By Chris Lane
By Jeff Balke
By Aaron Reiss
By Angelica Leicht
By Dianna Wray
By Aaron Reiss
By Camilo Smith
By Craig Malisow
Boycotting slimeballs: I've known Mike McSpadden for more than 20 years, first when he was a prosecutor, then as a district judge ["An Open Mike," by George Flynn, April 19]. Sometimes I disagree with Judge McSpadden, and that's part of being a lawyer. But regardless of how he rules, you can be sure that he is trying to be fair to everyone in his courtroom.
Judge McSpadden has a very strong sense of fairness. He wants every defendant in his court to have a fair trial and to have a trial that the defendant can see is fair. When he isn't sure how the law requires him to rule, he usually does what he thinks is right -- and 99 percent of the time, he's doing what the law requires.
In 1986, when he was under pressure to sign on to the joint Republican judicial campaign, he thought one of the nominees (who eventually lost) was slimy and not up to the job. He was right. If Mike McSpadden sacrificed a federal bench for doing what he thinks is right, more power to him. As Davy Crockett said, "Be sure you're right, then go ahead." Judge McSpadden also knows how to stand by a friend.
Incidentally, Judge McSpadden was appointed to the bench to replace Frank Price rather than Lee Duggan.
Self-defense: Judge McSpadden was the first judge in Harris County to establish his own little "public defender system." The problem with his version is that he controls the pocketbook for the defense of the accused indigents in his court. No criminal defense attorney who is dependent upon a judge for his entire income can escape a conflict of interest in his representation of the indigents in that judge's court.
The conflict of interest is so obvious in Judge McSpadden's "public defender system" that a child of six could see it. Why can't the Commission on Judicial Conduct or the State Bar Grievance Committee?
E.G. (Gail) Huff
In a league of his own: When my son Michael (now a federal public defender in Houston) was in high school and considering law school, I took him to chambers to meet Judge McSpadden. During their brief conversation, Michael told of being a volunteer coach for a largely minority intercity baseball team of kids ten and 11 years old.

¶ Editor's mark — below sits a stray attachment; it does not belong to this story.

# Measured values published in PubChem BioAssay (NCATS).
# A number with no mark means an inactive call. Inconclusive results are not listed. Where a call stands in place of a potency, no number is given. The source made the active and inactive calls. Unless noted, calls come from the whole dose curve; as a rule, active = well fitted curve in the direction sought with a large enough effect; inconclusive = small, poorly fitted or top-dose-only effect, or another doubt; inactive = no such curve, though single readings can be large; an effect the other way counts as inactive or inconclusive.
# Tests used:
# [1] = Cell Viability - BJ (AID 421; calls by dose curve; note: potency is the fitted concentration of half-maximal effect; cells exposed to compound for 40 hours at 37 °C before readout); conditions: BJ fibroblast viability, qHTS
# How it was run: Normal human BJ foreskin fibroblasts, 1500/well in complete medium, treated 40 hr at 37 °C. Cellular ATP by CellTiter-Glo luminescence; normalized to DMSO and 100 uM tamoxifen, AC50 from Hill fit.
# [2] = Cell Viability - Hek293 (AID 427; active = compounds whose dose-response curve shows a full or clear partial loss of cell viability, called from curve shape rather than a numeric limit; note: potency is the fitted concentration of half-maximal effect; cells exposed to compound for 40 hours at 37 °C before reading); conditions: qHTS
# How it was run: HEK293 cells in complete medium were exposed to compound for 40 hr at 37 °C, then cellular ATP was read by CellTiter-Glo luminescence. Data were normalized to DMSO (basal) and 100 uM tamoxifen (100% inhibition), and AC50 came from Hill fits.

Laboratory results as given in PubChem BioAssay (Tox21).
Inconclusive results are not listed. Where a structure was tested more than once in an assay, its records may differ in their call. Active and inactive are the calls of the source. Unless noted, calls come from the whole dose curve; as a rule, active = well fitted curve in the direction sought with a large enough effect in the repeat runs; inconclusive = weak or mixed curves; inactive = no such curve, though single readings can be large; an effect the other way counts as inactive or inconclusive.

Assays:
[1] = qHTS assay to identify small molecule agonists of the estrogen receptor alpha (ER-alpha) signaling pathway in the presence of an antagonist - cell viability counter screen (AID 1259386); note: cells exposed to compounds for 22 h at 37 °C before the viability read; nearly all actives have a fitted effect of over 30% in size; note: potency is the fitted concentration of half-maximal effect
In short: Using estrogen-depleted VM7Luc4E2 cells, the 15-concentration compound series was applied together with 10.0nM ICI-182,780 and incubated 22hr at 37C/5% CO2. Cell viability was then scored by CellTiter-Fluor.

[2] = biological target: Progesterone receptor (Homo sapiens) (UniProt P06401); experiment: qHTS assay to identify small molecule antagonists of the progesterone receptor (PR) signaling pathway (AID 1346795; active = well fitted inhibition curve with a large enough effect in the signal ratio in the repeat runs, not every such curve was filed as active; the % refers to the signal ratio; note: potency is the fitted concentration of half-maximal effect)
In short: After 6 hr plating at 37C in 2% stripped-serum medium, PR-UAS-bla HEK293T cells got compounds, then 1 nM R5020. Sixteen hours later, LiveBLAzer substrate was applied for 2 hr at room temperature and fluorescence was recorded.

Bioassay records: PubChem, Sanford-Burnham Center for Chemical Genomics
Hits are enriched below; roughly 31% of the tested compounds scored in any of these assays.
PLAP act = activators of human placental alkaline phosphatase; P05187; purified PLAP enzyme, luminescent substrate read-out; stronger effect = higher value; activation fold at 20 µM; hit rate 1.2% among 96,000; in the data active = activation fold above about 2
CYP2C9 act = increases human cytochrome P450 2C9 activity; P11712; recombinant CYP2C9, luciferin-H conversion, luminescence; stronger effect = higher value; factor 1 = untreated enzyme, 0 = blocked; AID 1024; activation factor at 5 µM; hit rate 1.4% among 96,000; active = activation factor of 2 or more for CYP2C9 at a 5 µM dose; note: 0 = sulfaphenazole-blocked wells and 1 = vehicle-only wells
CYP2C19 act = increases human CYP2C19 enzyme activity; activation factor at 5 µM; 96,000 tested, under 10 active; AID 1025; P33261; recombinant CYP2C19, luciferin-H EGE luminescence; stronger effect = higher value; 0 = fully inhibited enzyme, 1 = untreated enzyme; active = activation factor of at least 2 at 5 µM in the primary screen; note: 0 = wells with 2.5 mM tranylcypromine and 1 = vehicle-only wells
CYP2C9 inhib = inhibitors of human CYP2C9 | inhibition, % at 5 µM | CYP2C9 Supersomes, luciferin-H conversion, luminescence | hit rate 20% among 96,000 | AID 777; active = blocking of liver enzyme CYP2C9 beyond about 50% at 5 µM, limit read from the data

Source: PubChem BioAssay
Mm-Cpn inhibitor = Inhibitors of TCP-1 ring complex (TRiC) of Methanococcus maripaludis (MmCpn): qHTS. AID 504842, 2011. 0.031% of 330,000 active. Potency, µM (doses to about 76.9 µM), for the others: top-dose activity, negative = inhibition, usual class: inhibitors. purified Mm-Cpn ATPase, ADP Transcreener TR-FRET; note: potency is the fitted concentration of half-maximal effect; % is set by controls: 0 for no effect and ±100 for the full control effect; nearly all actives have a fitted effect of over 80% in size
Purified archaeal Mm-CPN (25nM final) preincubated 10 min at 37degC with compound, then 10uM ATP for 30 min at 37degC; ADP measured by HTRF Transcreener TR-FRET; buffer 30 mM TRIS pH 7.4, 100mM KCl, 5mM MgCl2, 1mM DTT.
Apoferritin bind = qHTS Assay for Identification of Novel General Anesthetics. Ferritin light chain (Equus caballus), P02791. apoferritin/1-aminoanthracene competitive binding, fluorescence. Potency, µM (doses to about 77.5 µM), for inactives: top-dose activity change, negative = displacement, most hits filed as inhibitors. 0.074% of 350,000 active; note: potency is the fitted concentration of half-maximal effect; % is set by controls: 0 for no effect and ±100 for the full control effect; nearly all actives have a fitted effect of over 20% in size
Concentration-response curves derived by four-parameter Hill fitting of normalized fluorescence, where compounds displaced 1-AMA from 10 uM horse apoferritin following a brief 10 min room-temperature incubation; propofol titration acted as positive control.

It was a poor league. His team had only two baseballs for batting practice and had to share baseball gloves. They rarely had enough for all nine players. Their left-handed first baseman wore his sister's right-handed glove. A week or two later, I was invited to Judge McSpadden's chambers without the prosecutor. McSpadden handed me some brand-new baseballs and a left-handed glove.
He was impressed that a young high school student would donate his time to such a worthy cause and wanted to help. He asked me to deliver them to my son and asked only that I not make it public. I carried his donations out of chambers in a plastic bag. That was over ten years ago, and I am certain the statute of limitations has run.
ExCEPtion to the Rule
Warehoused kids: I am writing to say "hooray!" to those parents who are [challenging] the validity of their child's stay at CEP ["180 Days in the Hole," by Margaret Downing, April 19]. I certainly sympathize with their plight, as I am a former employee of Community Education Partners, and I know the frustration of the students who are there for lengthy stays and, unfortunately, unchallenging class work.
Grades have been changed, altered and made up in order to meet deadlines. Teachers often have little or no classroom experience and basically baby-sit the students. Fights are frequent, and consequences minimal. The staff turnover rate is tremendous. In the last month, I know of at least three people who resigned because of the poor management of the facility -- I even hesitate to call it a school!
So, parents, keep up the good work of boycotting the school and its multimillion-dollar investment. CEP does not educate students, it serves as a warehouse for kids.
Name withheld by request
Expel druggies: Are Drew's parents arguing that he should not have been expelled for bringing drugs to school? The three-day suspension sounds more like the interim needed for his due process hearing with his expulsion being the result of his guilt. If this is true, good for HISD. I believe that the hundreds of thousands of HISD students who do not break the law deserve their right to a safe and drug-free school. So even though I think CEP has problems, I think it's good that Drew and other expelled students have a place to continue their education.
Name withheld by request
Parental participation, please: As a former student, parent and now grandparent of students of HISD, I have faced the challenges these parents are now facing with their children. At a personal financial cost, I went toe-to-toe to try to bring change through every means possible. I won some and lost some, but through it all I tried to balance my involvement with constructive participation to improve what was already there.